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Thursday, December 11, 2008

Free Copy of London Nobody Knows and Les Bicyclettes de Belsize DVD


Here's a quick one for you. Send me an @parkylondon message on Twitter and give me a 140 letter or less reason why you should have it. The best Tweet (IMHO) will get a copy of the above DVD which has two films on it. "The London Nobody Knows" is particularly interesting as it shows London in the early sixties. It's a Region 2 (Europe) DVD but that shouldn't stop anyone with skillz from watching it! I'll let the competition run for 3 days from today so get cracking.

I was going to set up a competition in the show but have something else in mind - so here's a freebie.

Here's a review of the disk from Amazon. I couldn't say it better:

"This DVD consists of two films, 'The London Nobody Knows' and 'Les Bicyclettes De Belsize'. There are similarities in both films: both are short, the first 45 minutes, the second 30. Both were filmed in London, in colour, in the 1960's. And both are collector's items.

'The London Nobody Knows' is, as the title suggests, a look at some lesser known sights of London and is narrated by James Mason. We begin in an old music hall in Camden which is almost literally falling down. There is a sense of eery seediness here; one of the singers who performed here was the wife of the notorious Dr. Crippen. It was clearly a beautiful hall in its heyday, but was caught on film just before the very final curtain fell. We move through some street markets, and to an extraordinary sight in Holborn. Here we see a gas-lit gent's toilet, with, above the urinals, a fish tank- complete with living fish! Apparently some goldfish suffered the indignity of being moved into this tank (which really did house fish once) for the cameras, and were then safely taken back to a better place afterwards. Another old gents' toilet is shown down an alleyway, and it's in the style of the classic French pissoir- completely unexpected in London. We see an ornate gas lamp near the Savoy theatre which acts as a ventilation system for the sewer underneath. Is that still there I wonder? But this film is about people more than things, and we see a number of, mostly, men who are down on their luck. The Salvation Army Hostel provides a home for many, and Mason is seen chatting with a number of the men, all of whom seem quietly resigned to their lot. But this is not a film where the presenter intercedes too often; most of the time the director allows the camera itself to tell the tale. We can let our own minds decide what life journeys these men have experienced. There are true London characters too, the sort who seem to have disappeared off the streets altogether now. A couple of true street entertainers are shown, flamboyantly dressed. And one of the delights is seeing little incidentals; these entertainers take a break in the pub, and a pump on the bar is clearly visible- the dreaded Watney's Red Barrel! The Salvation Army band is seen marching the car-free streets, children in tow; remember that sight? And there is a really moving moment where a man, poor but obviously proud, sings a sad lament (in Hebrew or Yiddish, I think) whilst the demolition ball is seen crashing into walls, bringing them crumbling down. This is not a morose film though, far from it. A sense of community was just about hanging on in there in the sixties, and we see crowds of people everywhere. In the streets, in a huge family shop where all the staff wear white coats, in markets. And children actually lark around in the streets. This is all wonderful stuff, and is professionally filmed and edited.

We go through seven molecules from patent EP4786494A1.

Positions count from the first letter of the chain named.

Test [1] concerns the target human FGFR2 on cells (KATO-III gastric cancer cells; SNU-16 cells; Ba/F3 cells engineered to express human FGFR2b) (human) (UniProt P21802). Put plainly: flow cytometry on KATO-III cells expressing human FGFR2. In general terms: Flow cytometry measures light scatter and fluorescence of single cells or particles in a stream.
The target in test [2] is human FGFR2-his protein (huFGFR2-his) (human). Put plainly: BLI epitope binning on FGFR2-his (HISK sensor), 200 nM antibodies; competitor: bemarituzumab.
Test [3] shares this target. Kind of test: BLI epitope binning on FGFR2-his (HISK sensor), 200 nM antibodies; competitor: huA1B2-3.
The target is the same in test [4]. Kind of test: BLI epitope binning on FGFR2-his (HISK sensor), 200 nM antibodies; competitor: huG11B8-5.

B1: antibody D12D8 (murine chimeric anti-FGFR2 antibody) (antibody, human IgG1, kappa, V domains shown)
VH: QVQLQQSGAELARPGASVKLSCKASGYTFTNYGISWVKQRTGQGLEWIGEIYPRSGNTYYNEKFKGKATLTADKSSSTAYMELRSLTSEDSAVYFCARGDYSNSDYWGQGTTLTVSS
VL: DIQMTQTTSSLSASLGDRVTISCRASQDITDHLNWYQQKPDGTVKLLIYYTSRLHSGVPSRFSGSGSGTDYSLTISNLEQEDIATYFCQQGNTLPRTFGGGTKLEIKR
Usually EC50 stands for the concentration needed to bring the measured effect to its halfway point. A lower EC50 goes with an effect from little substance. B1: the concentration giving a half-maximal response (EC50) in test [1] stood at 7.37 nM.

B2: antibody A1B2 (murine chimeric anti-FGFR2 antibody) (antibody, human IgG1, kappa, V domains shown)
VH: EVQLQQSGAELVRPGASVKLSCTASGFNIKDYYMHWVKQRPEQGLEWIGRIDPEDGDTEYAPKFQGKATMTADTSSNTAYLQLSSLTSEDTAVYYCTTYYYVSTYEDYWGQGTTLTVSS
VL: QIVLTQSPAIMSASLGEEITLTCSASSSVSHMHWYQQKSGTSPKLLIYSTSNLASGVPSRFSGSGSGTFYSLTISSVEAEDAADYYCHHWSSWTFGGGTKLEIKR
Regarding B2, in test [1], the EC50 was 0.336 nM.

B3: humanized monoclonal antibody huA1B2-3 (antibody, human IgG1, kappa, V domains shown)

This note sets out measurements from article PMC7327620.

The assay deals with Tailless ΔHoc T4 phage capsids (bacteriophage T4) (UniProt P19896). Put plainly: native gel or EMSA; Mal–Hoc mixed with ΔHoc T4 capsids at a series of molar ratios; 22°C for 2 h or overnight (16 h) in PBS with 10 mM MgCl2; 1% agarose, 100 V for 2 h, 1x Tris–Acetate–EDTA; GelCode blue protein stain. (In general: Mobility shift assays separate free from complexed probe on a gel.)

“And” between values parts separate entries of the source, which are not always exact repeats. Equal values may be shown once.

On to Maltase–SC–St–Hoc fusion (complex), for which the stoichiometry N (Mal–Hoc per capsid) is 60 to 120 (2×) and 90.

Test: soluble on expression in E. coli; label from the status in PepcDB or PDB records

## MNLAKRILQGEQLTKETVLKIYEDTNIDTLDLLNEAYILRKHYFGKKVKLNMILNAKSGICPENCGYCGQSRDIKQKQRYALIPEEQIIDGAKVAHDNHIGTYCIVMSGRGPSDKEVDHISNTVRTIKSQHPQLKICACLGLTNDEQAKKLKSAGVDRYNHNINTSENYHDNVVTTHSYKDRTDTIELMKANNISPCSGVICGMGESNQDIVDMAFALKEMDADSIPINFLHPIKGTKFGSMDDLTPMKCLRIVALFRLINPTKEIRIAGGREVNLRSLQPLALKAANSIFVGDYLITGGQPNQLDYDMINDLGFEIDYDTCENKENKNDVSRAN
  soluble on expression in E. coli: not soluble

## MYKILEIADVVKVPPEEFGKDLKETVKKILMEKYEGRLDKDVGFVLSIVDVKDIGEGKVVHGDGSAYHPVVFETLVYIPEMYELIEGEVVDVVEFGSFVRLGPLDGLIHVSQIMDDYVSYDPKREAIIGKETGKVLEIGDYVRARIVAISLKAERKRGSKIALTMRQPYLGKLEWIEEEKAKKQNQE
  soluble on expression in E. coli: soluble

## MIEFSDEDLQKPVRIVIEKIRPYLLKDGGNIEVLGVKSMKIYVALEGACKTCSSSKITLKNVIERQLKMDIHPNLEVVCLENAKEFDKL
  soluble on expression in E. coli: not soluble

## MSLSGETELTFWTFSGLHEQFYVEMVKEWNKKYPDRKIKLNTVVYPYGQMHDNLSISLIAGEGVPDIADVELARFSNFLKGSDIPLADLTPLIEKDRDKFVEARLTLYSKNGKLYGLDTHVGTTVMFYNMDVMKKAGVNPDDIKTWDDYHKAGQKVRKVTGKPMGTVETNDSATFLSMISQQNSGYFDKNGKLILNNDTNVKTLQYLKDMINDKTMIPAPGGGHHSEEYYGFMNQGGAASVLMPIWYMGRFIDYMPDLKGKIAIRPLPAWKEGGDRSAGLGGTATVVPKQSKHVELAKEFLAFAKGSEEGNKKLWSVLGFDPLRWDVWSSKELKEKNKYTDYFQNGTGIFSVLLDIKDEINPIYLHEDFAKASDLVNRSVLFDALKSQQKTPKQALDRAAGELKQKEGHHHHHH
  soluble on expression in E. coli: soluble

The second film, 'Les Bicyclettes De Belsize', is a real oddity. It is more in the French style than the British, from the very opening which features a long continuous pan across the roofs of Hampstead Village. A very French-sounding song plays in the background. A man in underpants is seen escaping through an open window. Another man in underpants is seen, through a window, shaving. Then we see another chap, not in underpants, cycling across the roofs. As you do. This ultimately leads to him chasing a blonde beauty. Will there be a happy ending? Watch it and see. This film was photographed by Wolfgang Suschitsky, the father of the distinguished cinematographer Peter Suschitsky, incidentally, so again we are seeing a high quality production. It may not be your cup of tea, but you must see it.

Two outstanding and original films then. The picture and sound quality is excellent in both. There are no extras. You don't need them. I had just read that day's listings in Radio Times and seen what dross was on T.V, watched this DVD, then watched it all over again.

This is a collector's item; buy it while you can. "

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